A puppy is a juvenile dog. Some puppies may weigh 1–3 lb (0.45–1.4 kg), while larger ones can weigh up to 15–23 lb (6.8–10 kg). All healthy puppies grow quickly after birth. A puppy’s coat color may change as the puppy grows older, as is commonly seen in breeds such as the Yorkshire Terrier. In vernacular English, puppy refers specifically to dogs while pup may often be used for other mammals such as seals, giraffes, guinea pigs, or even rats.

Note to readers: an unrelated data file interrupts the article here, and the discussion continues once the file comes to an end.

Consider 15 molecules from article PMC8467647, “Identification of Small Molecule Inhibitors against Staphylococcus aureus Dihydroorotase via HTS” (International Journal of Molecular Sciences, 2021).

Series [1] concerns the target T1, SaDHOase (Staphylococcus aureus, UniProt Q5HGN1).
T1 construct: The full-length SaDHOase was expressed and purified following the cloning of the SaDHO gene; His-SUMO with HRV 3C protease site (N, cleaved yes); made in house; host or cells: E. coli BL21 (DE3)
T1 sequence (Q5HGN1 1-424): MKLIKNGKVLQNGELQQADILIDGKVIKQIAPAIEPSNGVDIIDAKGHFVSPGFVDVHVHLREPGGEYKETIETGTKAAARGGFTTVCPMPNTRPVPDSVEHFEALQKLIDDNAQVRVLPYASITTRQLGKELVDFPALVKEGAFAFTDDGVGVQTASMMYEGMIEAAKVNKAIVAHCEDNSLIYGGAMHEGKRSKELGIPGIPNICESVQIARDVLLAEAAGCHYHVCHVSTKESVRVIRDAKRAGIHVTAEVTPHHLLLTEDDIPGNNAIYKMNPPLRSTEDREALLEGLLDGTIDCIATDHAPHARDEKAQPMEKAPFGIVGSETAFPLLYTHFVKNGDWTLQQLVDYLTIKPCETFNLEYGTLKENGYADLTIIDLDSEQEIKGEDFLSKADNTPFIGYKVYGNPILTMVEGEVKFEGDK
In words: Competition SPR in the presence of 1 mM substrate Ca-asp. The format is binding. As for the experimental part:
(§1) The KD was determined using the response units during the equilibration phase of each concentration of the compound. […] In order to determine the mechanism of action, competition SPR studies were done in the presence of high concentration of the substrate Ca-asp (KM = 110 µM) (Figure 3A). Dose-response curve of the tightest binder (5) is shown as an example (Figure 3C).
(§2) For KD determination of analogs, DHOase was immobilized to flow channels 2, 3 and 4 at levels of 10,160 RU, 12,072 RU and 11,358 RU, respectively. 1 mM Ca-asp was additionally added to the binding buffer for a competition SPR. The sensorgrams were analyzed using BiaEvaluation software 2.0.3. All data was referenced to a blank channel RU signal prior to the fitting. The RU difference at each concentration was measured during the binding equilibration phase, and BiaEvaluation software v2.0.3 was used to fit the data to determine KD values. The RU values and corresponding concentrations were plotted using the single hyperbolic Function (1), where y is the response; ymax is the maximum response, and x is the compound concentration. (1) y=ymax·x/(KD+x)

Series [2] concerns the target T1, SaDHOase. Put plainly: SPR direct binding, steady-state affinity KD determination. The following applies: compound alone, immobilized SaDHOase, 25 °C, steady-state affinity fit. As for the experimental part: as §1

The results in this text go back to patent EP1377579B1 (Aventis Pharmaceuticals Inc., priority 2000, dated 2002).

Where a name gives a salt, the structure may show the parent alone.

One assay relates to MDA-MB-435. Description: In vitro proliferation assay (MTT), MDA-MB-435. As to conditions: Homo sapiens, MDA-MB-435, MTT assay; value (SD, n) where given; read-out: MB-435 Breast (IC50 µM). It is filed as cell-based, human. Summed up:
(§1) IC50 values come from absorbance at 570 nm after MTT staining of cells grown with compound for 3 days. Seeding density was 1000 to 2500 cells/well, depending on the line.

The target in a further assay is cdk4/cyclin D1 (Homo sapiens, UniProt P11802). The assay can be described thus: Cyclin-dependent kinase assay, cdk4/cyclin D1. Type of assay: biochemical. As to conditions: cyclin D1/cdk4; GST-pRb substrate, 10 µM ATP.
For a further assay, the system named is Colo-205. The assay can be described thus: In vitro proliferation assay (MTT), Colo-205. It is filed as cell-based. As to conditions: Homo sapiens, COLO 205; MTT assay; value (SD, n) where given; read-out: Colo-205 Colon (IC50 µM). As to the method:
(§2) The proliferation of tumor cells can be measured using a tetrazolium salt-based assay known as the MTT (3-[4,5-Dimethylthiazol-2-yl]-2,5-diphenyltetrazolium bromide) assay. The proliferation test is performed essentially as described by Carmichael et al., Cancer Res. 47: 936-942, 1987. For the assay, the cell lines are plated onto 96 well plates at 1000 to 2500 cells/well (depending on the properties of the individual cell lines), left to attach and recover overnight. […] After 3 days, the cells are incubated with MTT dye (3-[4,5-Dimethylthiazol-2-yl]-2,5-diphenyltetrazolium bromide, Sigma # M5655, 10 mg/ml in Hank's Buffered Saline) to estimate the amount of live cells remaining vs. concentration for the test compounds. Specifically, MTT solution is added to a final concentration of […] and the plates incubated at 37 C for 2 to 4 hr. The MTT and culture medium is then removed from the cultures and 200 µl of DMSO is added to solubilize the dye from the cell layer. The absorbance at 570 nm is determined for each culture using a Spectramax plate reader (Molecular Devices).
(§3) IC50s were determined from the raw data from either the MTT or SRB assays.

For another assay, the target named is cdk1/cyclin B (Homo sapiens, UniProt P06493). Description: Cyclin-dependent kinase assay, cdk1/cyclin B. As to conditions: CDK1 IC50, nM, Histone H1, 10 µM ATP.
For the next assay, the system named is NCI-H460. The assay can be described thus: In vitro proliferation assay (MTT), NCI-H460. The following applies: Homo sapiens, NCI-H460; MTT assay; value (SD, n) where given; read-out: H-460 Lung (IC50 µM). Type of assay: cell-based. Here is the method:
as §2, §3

Born after an average of 63 days of gestation, puppies emerge in an amnion that is bitten off and eaten by the mother dog. Puppies begin to nurse almost immediately. If the litter exceeds six puppies, particularly if one or more are obvious runts, human intervention in hand-feeding the stronger puppies is necessary to ensure that the runts get proper nourishment and attention from the mother.
As they reach one month of age, puppies are gradually weaned and begin to eat solid food. The mother may regurgitate partially digested food for the puppies or might let them eat some of her solid food such as dog treats.